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Many exciting new features are coming as part of the Unity 5.x release cycle, but we are also making improvements to our existing features and workflows. One of those areas is our level management and scene editing.

For various reasons, it is sometimes necessary to divide a game level into multiple scenes in Unity. This could be because the level is big and/or you want to support streaming of parts of the level. You might also decide to divide the level to make it easier for multiple people to work on the same level without creating too many conflicts in the scene files.

Whatever your reasons for dividing a level into multiple scenes were, you probably had to write some editor tools for supporting multiple scenes. If you used it for level streaming, you probably wanted to have multiple scenes in the editor in order to align geometry properly or maybe you wanted to combine multiple scenes into one scene before building the player.

At runtime in the player it is already possible to load multiple scenes at once using APIs like Application.LoadLevelAdditive. Unfortunately, there has never been the equivalent UnloadLevel. So while loading additional data is straightforward, unloading data required for you to do bookkeeping of the game objects created when loading additional data or to structure your scene in a way that made it easy to destroy the scene again.

For those of you who are familiar with these issues, we would like to introduce you to the SceneManager. The SceneManager is a new API that makes it easy for you to manage your scene at runtime. It handles all the necessary bookkeeping of game objects, so you do not have to think about which game objects to destroy when unloading a level.

Loading a scene additively is simple a matter of calling SceneManager.LoadSceneAdditive(“MyScene”), unloading the scene again is simply SceneManager.UnloadScene(“MyScene”).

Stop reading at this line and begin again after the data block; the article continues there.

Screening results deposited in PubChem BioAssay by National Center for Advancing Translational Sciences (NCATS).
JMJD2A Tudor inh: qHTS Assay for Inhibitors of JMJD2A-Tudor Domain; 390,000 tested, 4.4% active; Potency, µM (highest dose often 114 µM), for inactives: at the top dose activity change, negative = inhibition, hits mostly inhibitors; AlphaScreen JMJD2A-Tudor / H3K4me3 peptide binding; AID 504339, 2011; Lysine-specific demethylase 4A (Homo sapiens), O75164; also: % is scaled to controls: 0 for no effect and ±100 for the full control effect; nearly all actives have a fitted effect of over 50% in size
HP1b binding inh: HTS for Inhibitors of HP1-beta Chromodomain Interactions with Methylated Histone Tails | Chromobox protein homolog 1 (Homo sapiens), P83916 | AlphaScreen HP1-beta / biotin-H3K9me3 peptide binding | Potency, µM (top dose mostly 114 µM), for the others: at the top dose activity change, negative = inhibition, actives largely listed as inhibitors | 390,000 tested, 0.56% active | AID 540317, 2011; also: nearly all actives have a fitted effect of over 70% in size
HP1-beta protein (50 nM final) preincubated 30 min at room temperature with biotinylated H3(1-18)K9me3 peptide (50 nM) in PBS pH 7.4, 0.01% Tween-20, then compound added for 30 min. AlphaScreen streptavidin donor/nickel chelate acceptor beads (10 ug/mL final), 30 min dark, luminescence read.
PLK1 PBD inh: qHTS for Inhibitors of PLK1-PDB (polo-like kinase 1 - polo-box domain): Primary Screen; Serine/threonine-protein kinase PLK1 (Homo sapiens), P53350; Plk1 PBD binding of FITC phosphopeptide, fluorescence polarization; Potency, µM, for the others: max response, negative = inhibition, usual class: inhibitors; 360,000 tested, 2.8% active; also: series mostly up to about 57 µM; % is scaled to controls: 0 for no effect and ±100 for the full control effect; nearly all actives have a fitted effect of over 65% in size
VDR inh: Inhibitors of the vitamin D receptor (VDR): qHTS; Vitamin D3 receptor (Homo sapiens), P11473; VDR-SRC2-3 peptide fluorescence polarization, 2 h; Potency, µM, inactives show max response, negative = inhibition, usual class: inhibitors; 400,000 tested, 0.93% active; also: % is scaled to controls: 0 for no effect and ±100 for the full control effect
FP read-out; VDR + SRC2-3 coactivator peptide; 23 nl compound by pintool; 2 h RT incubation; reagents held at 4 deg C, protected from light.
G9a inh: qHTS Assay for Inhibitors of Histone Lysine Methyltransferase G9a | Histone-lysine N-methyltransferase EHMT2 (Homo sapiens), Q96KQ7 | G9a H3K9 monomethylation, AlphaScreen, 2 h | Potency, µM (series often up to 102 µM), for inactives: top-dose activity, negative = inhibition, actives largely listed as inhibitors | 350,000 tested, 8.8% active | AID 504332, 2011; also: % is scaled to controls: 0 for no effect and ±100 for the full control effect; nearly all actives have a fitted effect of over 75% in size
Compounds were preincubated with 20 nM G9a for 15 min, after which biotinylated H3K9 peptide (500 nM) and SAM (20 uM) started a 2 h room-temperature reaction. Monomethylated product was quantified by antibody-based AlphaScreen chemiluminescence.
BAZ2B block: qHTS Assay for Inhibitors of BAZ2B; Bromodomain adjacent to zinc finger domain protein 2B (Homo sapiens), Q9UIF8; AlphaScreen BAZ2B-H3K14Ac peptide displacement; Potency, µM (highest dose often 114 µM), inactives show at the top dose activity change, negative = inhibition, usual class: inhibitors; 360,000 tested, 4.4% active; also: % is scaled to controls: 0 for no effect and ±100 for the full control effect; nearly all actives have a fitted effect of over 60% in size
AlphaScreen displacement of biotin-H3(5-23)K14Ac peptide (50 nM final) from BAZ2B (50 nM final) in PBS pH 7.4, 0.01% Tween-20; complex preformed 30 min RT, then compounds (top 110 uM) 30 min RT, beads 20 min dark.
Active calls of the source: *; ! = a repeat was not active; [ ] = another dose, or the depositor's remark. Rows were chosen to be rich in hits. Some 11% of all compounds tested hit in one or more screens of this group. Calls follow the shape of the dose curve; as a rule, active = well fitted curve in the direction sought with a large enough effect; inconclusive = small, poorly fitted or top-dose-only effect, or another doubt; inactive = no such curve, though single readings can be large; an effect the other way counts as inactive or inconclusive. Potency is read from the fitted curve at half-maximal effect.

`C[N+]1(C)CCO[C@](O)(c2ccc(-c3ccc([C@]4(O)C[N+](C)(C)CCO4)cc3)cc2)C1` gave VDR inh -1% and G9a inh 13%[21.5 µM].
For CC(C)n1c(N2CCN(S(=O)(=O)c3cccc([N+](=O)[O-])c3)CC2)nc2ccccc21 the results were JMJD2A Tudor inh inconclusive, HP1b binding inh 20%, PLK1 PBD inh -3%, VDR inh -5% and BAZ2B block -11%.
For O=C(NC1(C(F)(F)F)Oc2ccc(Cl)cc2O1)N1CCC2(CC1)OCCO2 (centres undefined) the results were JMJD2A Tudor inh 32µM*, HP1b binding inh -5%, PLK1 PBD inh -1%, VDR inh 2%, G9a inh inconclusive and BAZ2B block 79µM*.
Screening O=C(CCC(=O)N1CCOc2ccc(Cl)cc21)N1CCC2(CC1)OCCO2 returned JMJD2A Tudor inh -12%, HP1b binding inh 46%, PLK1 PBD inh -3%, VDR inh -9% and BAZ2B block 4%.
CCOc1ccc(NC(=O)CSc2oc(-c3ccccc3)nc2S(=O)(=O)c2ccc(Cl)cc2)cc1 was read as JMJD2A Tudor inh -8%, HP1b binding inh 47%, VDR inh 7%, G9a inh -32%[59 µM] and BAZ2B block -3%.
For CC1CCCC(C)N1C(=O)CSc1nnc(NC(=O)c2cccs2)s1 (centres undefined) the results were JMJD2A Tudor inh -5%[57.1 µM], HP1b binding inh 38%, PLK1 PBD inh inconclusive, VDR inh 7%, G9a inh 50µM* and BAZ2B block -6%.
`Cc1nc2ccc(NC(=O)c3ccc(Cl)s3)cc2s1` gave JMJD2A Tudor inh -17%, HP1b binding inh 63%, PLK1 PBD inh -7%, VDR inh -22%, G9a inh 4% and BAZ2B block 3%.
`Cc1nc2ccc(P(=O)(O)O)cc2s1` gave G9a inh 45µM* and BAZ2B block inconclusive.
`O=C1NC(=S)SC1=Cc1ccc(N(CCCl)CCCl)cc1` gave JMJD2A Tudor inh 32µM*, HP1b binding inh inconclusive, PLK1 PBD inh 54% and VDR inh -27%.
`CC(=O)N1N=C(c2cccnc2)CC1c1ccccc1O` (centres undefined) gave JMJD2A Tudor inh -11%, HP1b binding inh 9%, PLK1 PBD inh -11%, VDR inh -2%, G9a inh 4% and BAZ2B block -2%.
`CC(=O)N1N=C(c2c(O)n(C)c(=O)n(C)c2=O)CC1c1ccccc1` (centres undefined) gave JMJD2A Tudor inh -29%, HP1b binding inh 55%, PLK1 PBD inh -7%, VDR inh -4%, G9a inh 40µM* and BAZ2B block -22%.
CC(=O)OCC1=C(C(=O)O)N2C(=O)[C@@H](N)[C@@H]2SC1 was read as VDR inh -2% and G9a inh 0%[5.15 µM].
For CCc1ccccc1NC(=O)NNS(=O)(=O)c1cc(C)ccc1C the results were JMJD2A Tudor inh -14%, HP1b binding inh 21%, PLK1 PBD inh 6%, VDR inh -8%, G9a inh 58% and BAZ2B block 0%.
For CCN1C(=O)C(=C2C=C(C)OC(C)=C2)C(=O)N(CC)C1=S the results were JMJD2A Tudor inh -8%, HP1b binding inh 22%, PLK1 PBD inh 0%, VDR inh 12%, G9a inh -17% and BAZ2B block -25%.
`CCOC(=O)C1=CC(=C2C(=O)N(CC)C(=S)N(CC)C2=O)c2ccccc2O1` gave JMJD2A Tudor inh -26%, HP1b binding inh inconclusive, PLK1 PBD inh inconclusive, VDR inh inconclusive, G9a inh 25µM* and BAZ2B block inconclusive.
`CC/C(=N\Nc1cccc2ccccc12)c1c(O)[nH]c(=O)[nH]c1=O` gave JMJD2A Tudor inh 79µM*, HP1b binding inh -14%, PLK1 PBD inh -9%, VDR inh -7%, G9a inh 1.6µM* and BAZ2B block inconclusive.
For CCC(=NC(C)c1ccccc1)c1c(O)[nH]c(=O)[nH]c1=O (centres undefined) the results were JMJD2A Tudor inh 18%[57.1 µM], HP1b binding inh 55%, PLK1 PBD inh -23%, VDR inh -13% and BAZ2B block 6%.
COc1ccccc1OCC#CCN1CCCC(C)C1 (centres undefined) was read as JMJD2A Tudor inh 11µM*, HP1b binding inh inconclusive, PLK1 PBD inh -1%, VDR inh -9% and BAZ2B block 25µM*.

There are a few more APIs for handling which scene newly created game object are added to and moving game objects between scenes hierarchically (not spatially) as well as asynchronous versions of the load scene APIs, so you can keep you player busy while loading other parts of your game level.

On top of the SceneManager you can implement the level loading or streaming that suits your game, whether that be based on tunnels and portals or player proximity is completely up to you.

In the Editor, we have used the SceneManager to implement what we call Multi Scene Editing. This feature allows you to have multiple scenes loaded at the same time in the Editor and will look somewhat like this:

Now it will be easy to align you level objects across scenes and move objects between scenes. We are working on how to support the baking of navmesh, lightmap and occlusion culling with multiple scenes loaded. The goal is to have it all working together smoothly.

A bonus that comes with this workflow improvement is that the edited state of each scene is now tracked through the undo system, which will reduce those strange cases where the scene was marked as edited when rearranging tabs or inspecting materials even though the scene was never touched.

NOTE: This feature is not shipping in Unity 5.0 but we are working on it for a later release

August 4, 2014 in Technology | 3 min. read